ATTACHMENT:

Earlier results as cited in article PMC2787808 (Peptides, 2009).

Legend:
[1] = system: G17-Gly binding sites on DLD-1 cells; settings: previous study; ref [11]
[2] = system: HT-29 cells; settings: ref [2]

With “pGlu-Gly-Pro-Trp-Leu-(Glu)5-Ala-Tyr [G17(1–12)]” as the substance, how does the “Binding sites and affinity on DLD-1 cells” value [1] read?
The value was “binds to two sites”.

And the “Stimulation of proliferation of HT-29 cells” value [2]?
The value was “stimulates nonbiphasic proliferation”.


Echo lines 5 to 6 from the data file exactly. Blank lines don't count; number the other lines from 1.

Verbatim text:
With “pGlu-Gly-Pro-Trp-Leu-(Glu)5-Ala-Tyr [G17(1–12)]” as the substance, how does the “Binding sites and affinity on DLD-1 cells” value [1] read?
The value was “binds to two sites”.